The thrill of the race


A lot of guys tell you they don’t get nervous. Well, I think a lot of guys are full of it. 

 I was feeling much more like a veteran than the rookie I had been four opening nights ago, when we first started racing sportsman cars after eight years of go kart and other smaller racing classes.

We get there, and the pits are so full they’re parking haulers in the general parking lot, and I’d never seen that happen before at Albany-Saratoga Speedway. It’s a busy place today. 

Our parking spot was the last one open, carefully guarded by our pit neighbors and the people we get along with. We unloaded the car and practiced, and then prepared for the qualifying race. 

The nerves of the past 24 hours had subsided, but I didn’t get a good start, even from second position. The lead starter took off away from me and the third place starter followed him. I settled down into the third spot, content to be in a qualified position, until I saw the red and chrome front end hustling up on my right side in the middle of the corners. He didn’t have enough speed to get by me, I thought. 

Two laps later I was fourth. When the checkered flag flew on the heat, I was fifth. We were headed to the last-chance race. 

Staying positive is something I have worked hard on doing in the past year or so. I try to remember that a lot of people will never heave the means to pursue their dreams, especially in the highly competitive and expensive world of auto racing. Discouraged with the heat race result, my Dad and I chatted about adjustments to make for the last chance race. He has been at every single race I have entered since I was 8 years old, which, if you are keeping score, is all of them. 

We made some adjustments and headed out for that last-chance race, which is exactly what it sounds like: the last chance to make the main event. They would only take the top five finishers to advance, out of nearly 20 in the race.

These races are tricky in the daylight. The track dries out from the sun and takes most of the grip away in the surface. It becomes hard to pass. I got hung up in the outside lane for most of the race, considerably slower than the inside. I slid back to third, then fourth, and eventually back to sixth, outside of a transfer spot. 

It looked like the day would end early, until a wreck in front of me with a handful of laps to go. Every wreck in front of you is a chance to gain positions. It is also a chance to make a long week and empty your wallet. Two cars had been fighting for a spot and they made contact. I slowed the car down and darted to the outside of the wreck, missing it entirely. When the race resumed, I was fourth, playing defense down on the inside lane to qualify for the main event.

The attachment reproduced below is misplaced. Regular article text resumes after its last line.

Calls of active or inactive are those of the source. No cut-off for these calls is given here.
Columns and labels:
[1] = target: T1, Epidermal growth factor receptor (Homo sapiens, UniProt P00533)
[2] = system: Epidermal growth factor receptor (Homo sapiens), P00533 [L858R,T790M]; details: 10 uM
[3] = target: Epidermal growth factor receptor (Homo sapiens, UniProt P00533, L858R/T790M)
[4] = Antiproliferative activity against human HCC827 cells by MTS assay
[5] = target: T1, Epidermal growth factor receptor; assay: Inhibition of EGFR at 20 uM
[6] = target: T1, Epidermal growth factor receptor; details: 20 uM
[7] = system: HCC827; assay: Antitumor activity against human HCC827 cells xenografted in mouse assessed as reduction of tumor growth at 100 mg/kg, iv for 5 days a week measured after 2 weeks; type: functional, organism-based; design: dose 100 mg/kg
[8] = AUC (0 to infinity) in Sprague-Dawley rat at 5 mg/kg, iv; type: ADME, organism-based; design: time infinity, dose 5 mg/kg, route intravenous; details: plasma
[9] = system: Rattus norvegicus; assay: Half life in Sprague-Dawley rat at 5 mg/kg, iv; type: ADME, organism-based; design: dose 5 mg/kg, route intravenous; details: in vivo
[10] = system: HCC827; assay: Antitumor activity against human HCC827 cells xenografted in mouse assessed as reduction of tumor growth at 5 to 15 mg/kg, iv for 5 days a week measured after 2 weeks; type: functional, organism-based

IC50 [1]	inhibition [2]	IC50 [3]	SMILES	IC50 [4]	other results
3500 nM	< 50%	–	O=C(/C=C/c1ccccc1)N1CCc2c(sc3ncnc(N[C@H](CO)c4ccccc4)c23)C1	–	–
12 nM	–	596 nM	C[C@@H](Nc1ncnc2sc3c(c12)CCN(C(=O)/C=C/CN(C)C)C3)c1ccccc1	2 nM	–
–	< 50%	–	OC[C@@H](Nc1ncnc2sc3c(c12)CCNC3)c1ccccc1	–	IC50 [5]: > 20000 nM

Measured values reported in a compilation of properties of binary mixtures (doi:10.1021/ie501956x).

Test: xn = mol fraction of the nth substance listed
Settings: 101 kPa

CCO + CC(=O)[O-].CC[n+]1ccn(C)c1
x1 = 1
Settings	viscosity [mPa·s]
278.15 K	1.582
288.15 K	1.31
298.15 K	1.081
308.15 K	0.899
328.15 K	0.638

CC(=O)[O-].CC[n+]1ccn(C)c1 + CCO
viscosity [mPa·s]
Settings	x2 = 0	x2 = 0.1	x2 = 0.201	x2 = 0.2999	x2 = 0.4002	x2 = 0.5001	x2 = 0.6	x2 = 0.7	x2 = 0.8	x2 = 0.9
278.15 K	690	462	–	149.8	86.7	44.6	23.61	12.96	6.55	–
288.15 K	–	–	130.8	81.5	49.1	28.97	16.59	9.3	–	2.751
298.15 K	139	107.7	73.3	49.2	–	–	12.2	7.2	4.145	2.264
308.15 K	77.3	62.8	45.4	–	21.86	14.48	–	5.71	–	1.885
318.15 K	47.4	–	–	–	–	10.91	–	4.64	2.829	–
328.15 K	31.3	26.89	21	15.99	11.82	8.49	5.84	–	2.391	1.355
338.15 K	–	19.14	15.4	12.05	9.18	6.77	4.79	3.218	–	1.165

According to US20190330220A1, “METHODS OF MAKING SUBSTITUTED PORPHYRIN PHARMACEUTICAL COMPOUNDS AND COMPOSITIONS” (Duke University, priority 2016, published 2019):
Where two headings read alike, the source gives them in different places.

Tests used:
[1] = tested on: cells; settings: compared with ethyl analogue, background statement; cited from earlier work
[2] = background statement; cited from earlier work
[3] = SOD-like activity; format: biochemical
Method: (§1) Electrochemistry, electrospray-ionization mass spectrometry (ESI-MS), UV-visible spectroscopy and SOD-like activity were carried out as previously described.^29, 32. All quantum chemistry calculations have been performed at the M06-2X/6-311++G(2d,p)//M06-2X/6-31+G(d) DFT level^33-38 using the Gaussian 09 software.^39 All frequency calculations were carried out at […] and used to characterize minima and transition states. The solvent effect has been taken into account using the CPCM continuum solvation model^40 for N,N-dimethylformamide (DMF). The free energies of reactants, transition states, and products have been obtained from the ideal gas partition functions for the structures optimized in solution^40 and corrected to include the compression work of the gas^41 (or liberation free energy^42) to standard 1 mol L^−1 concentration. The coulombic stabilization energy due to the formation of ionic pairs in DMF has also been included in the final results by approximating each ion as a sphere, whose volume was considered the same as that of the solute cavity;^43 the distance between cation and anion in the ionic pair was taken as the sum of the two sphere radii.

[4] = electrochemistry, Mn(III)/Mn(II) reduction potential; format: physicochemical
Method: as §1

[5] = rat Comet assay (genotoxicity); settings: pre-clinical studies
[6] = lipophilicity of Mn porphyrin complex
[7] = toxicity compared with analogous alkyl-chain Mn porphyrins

And I did. 

At least we had made it into the race. 

Starting 28th in a main event is almost a comfort zone for me, because the expectations are lower, the drive is more fun, and you get to watch 27 cars in front of you, which helps me figure out which lanes are working and which ones aren’t. I’ve made some decent drives before at Albany-Saratoga, but this clay surface was drier and harder than usual. 

The outside lane seems so far away and it offers no advantage. The start is calm. I just drove and tried to keep the car as far to the inside in the corners as I could and get off the corner with some speed. Other than that, there wasn’t much to do. Cars were all over in front of me, I wasn’t gaining, but I wasn’t losing either. 

And then, a mess started to brew. 

It was a three car accident, that hadn’t happened yet, but I could see it was going to. 

Two laps later, it did. One got away, but two cars sat still in turn three stuck together, waiting on the tow trucks. When that got sorted out, I resumed the race from 25th position. The car’s handling improved as the race went on, and from that lap 11 restart to the 25th and final lap, we climbed up to 19th. 

There is nothing glamorous about 19th, and 19th doesn’t pay the bills, but 19th from 28th without any damage is a good enough night to be content with. We can take the car home and do routine maintenance, no lengthy repairs. 

We rolled the car onto the trailer in minutes and could leave right away to start working on things for next weekend, which is all you can do. 

Keep working for next weekend. 

In racing, if you’re lucky, 90% of your races will be plain, uneventful, mediocre, finishing further back than you wished or thought you could. Five percent will be great, with wins, spectacular moves and passes, and jubilant crowds cheering. Five percent will be really bad, with wrecks, rolls, scares, fights, and sometimes bans of various lengths. 

It is up to you to make the most of that 90% so you have more than just 5% of your time to remember. 

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